Ag Market Update - April 27, 2015


by Ron Lee


Highway 118 West, PO Box 171

Bronwood, GA 39826




Agricultural Settlements

Commodity                 High                 Low                  Close               Change            YTD     


July 15 Cotton          .6750              .6588               .6623             - .0011           + .0423

Dec 15 Cotton          .6635             .6536               .6563              + .0001         + .0121

Dec 16 Cotton                                                        .6563              - .0061          - .0015

Dec 17 Cotton                                                        .6722              - .0061

Sep 15 Corn             3.7750           3.7200            3.7250            - .0500           - .5025

Nov 15 Soy              9.5975           9.4700            9.5200             - .0050          - .5350

July 15 Wheat          4.9050           4.7225            4.7325             - .1525          - 1.2425

Today's Market Report
After the biggest one-day gainer for cotton in nearly 20 months, cotton futures extended that rally on Friday, and today posted the highest level for cotton since last September, only for the bulls to be disappointed by the close of the market.  Despite being higher 115 points at one time, the July cotton contract closed at .6623, down 11 points.  While the December contract did finish higher by one tick at .6563, it was off the high by some 70 points by the time the final bell rang.  Grains were lower on the day as well, led south by wheat which dropped another 13-15 cents.  Corn prices slumped again as well, down a nickel across the board.  Good planting weather for much of the Corn Belt, along with technical considerations continue to lead these markets lower.  Our idea that wheat prices should be supported below $5.00 certainly went out the window today as prices established fresh new lows.  Soybeans were higher most of the day, but fell victim to the negativeness surrounding their grain pit counterparts.  November soybeans finished the day at 9.52, down 1/2 of a penny.   Most markets have started the week in negative territory, but it was largely a non-eventful day across the commodity and equity markets today.  A slightly lower dollar index couldn't spur gains out of most any of the sectors today.
Inside the Cotton Market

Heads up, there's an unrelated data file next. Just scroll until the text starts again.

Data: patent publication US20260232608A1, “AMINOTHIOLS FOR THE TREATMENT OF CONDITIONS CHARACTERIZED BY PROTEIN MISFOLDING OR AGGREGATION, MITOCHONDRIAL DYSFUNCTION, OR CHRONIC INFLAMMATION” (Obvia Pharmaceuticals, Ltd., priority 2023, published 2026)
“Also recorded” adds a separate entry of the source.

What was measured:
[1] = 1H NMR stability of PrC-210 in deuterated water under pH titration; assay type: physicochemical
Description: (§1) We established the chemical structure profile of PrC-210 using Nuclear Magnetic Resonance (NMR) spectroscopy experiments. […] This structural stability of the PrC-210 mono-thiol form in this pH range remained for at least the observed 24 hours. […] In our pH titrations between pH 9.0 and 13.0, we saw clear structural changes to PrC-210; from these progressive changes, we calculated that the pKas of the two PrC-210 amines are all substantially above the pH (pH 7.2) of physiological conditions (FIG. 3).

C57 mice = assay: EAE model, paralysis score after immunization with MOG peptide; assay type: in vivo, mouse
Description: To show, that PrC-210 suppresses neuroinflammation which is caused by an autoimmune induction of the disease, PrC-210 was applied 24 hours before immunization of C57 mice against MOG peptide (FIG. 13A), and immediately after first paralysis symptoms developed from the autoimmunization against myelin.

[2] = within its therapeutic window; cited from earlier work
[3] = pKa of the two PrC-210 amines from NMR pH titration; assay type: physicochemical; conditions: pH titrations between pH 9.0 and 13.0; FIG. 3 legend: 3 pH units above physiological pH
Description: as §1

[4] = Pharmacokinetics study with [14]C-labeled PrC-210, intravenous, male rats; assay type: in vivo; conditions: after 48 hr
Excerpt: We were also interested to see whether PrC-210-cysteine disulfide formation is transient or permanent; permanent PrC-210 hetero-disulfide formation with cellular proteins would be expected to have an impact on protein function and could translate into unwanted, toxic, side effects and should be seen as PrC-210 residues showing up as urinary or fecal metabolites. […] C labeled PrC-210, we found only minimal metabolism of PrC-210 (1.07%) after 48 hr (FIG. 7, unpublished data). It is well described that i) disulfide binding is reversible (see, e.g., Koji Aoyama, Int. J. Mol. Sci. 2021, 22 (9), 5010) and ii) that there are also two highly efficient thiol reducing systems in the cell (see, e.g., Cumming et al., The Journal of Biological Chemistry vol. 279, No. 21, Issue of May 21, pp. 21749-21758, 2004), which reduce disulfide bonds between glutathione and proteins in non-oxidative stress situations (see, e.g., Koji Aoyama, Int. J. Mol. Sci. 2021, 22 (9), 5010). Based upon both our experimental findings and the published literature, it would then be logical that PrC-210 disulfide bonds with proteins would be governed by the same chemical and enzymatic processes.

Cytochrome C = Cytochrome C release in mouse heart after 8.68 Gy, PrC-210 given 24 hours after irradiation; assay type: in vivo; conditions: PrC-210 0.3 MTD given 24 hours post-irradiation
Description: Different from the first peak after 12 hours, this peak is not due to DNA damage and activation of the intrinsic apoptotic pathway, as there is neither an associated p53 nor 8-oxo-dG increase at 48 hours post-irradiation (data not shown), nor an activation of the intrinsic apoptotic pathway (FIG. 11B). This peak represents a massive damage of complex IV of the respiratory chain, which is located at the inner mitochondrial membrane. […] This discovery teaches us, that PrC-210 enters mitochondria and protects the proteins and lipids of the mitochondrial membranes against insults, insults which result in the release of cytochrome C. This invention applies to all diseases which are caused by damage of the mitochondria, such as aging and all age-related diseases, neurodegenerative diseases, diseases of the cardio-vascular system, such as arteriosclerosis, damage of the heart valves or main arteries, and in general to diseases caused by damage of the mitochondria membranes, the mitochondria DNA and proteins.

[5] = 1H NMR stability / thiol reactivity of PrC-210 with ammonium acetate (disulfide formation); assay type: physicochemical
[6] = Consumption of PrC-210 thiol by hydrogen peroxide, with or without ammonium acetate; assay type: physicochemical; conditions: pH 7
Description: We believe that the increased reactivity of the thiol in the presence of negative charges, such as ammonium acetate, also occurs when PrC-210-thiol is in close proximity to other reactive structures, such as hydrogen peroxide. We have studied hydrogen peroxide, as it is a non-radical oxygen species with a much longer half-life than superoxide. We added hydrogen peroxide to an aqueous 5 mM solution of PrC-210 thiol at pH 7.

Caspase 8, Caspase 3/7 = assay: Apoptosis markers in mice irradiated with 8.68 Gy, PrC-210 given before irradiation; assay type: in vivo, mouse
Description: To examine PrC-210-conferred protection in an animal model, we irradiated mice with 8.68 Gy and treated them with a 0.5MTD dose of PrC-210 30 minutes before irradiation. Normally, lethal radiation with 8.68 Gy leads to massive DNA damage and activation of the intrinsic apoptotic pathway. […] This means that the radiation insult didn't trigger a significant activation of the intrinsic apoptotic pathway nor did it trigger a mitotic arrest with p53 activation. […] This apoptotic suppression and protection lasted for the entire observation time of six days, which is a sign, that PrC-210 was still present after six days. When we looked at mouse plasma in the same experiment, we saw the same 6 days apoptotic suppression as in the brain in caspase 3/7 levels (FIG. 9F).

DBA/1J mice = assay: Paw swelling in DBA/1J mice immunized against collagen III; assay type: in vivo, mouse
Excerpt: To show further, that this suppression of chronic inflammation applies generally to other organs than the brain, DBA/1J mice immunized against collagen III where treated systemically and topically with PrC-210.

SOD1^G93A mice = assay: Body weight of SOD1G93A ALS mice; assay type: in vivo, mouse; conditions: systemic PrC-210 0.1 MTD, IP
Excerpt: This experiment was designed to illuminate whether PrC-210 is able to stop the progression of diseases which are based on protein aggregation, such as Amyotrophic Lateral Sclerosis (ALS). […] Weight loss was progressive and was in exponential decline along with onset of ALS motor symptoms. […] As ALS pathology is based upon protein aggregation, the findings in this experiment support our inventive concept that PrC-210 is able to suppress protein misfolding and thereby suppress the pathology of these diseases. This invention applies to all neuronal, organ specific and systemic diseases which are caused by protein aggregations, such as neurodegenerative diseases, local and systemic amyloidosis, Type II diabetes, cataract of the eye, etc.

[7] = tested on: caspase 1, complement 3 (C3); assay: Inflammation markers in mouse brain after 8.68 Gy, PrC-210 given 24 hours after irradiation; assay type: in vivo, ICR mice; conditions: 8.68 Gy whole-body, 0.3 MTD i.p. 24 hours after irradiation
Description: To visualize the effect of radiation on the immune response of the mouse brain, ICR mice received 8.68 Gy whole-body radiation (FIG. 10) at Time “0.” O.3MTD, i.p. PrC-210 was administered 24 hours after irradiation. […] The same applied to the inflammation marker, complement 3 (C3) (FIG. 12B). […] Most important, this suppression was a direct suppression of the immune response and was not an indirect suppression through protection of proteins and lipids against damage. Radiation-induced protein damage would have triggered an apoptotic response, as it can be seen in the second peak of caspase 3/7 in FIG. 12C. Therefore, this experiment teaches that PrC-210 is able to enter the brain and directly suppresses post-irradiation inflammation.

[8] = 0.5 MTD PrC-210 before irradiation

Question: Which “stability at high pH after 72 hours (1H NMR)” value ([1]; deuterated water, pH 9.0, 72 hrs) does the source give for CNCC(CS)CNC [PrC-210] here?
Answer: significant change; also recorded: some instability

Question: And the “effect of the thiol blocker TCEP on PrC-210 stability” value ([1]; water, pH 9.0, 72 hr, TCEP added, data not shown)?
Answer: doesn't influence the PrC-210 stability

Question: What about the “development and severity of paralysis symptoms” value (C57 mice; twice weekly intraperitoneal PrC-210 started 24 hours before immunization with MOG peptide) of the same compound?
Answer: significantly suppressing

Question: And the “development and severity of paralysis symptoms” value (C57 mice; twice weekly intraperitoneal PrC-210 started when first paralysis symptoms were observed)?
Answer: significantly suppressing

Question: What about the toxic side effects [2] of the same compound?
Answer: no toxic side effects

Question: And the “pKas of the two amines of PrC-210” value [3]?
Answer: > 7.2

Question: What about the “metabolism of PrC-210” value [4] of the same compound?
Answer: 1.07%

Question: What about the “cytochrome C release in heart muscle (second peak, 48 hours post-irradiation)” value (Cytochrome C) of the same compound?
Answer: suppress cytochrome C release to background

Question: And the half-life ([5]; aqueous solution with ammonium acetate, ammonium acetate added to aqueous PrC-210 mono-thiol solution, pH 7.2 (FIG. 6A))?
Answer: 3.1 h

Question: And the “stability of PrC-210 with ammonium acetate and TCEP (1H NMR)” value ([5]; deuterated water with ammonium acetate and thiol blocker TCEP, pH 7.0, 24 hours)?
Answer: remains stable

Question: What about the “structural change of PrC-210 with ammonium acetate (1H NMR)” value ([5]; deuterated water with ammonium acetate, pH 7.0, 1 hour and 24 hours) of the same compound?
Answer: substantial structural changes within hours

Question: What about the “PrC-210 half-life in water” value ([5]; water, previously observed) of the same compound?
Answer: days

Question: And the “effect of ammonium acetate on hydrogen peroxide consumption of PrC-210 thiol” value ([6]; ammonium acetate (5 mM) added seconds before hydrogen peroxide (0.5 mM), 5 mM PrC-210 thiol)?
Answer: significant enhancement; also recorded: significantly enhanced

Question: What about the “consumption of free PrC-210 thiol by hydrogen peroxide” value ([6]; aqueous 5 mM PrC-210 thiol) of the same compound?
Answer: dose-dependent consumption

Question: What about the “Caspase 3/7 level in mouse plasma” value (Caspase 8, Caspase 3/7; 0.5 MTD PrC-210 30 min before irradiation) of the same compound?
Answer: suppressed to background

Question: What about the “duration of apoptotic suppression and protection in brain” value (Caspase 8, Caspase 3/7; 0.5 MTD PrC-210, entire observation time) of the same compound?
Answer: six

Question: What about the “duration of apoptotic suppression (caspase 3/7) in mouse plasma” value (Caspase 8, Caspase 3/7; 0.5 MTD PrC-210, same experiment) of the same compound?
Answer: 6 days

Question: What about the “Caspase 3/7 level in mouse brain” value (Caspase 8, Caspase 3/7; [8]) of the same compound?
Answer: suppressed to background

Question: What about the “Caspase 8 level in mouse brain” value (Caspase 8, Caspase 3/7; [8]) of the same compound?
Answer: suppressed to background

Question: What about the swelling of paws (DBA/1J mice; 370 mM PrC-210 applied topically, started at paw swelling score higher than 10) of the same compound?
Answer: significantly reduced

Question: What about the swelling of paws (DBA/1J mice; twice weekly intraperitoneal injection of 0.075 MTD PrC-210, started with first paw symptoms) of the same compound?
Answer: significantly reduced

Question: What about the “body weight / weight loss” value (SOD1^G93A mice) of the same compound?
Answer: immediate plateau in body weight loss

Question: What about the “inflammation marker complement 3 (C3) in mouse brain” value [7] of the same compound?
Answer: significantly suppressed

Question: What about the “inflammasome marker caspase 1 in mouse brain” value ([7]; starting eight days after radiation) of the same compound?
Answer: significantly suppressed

I've said in this space more times than I can count that I know just enough about technical analysis to be dangerous.  I don't think it takes a genius to know that today's close was a terrible one technically for our cotton market.  At noon, we were trading some 115 points higher, on fresh new 8 month highs, with the charts clearing giving speculative interest a buy signal.  Some two hours later, the market was in negative territory with those same people that were happy to buy the market earlier beating a hasty retreat toward the door.  By the end of the session, volume was healthy, nearing 30,000 contracts on the day.  The further reaches of our 6100 to 6750 range in July was touched before the market pulled back some 125 points.  The other times the market made new highs on speculative buying in the last several months, we saw a lower close by day end, just like today, followed by a return to the bottom of the range.  I don't want to say I guarantee that will happen again because I obviously don't know, but I can't make a good argument for being long above 6700.  People will say that the market should run to 7000 or so because of the lack of quality cotton available, but until I see strong sales when the market is at this level, I'm sticking to my guns of Selling the market above 6600 and Buying it below 6300.  I really can't imagine why July wouldn't expire around the 6500 handle just like March and May did before it.  As for new crop December, it still isn't traded very much in outright terms.  We had orders in just below 6700 and thought we might have a chance to sell some, had the market kept advancing.  The crop progress numbers just came out and while we are still behind the 5 year average for planting in almost every state, I would argue that with the exception of South Texas, it is far too early for those concerns to have an effect on the market.  It could be argued that the acres lost in South Texas will be replaced by additional Delta cotton acreage where corn couldn't get planted.  Again, it's still too early to tell.  Good rains in the Upper Panhandle of West Texas yesterday and today add to an already much improved ground moisture situation out there.  To repeat a broken record, I think it would be prudent for growers to price a portion of their cotton production in the 6600 to 6700 range as advances past this level will be hard to come by, knowing everything we know today.